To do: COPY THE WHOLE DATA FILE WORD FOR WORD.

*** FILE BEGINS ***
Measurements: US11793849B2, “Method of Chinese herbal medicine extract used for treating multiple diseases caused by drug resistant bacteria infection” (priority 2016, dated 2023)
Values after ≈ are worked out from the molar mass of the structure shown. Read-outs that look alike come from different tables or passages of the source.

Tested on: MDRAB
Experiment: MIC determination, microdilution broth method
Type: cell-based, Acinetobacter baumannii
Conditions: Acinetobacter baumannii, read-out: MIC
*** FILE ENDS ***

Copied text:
Measurements: US11793849B2, “Method of Chinese herbal medicine extract used for treating multiple diseases caused by drug resistant bacteria infection” (priority 2016, dated 2023)
Values after ≈ are worked out from the molar mass of the structure shown. Read-outs that look alike come from different tables or passages of the source.

Tested on: MDRAB
Experiment: MIC determination, microdilution broth method
Type: cell-based, Acinetobacter baumannii
Conditions: Acinetobacter baumannii, read-out: MIC